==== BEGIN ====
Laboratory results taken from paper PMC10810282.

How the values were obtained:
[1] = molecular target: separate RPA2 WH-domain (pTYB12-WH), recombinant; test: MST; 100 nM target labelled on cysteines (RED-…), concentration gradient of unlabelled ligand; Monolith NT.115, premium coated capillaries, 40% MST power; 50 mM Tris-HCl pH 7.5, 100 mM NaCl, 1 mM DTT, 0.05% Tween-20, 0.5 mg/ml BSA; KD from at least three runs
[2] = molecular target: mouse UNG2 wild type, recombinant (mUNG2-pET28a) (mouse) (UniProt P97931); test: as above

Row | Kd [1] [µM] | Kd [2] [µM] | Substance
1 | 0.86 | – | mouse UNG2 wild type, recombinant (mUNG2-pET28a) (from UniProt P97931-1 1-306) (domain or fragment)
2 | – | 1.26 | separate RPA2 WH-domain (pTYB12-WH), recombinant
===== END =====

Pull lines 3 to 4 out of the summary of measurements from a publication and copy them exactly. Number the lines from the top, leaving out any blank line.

[1] = molecular target: separate RPA2 WH-domain (pTYB12-WH), recombinant; test: MST; 100 nM target labelled on cysteines (RED-…), concentration gradient of unlabelled ligand; Monolith NT.115, premium coated capillaries, 40% MST power; 50 mM Tris-HCl pH 7.5, 100 mM NaCl, 1 mM DTT, 0.05% Tween-20, 0.5 mg/ml BSA; KD from at least three runs
[2] = molecular target: mouse UNG2 wild type, recombinant (mUNG2-pET28a) (mouse) (UniProt P97931); test: as above